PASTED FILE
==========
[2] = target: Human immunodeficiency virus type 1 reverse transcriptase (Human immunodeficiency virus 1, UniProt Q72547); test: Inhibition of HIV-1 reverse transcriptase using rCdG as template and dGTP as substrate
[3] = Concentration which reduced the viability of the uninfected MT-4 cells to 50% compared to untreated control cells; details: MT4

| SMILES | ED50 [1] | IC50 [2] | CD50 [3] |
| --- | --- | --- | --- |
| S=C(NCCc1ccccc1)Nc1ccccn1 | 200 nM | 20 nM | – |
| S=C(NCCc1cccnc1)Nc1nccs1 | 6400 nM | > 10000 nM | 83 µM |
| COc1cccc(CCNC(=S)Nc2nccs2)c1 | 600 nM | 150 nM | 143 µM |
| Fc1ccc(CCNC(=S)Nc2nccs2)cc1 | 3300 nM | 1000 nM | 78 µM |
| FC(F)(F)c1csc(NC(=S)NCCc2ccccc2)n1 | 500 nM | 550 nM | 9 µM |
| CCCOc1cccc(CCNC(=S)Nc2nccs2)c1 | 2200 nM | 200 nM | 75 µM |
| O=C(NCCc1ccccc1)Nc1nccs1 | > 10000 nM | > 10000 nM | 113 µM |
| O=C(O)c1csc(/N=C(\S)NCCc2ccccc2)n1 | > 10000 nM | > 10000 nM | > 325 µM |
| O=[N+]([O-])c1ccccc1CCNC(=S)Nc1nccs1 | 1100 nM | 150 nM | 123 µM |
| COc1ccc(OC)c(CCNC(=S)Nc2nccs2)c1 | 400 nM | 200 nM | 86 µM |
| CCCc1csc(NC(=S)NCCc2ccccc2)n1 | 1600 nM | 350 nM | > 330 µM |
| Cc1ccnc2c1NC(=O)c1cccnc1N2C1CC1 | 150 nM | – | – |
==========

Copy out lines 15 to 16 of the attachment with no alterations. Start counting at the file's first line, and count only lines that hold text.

| CCCc1csc(NC(=S)NCCc2ccccc2)n1 | 1600 nM | 350 nM | > 330 µM |
| Cc1ccnc2c1NC(=O)c1cccnc1N2C1CC1 | 150 nM | – | – |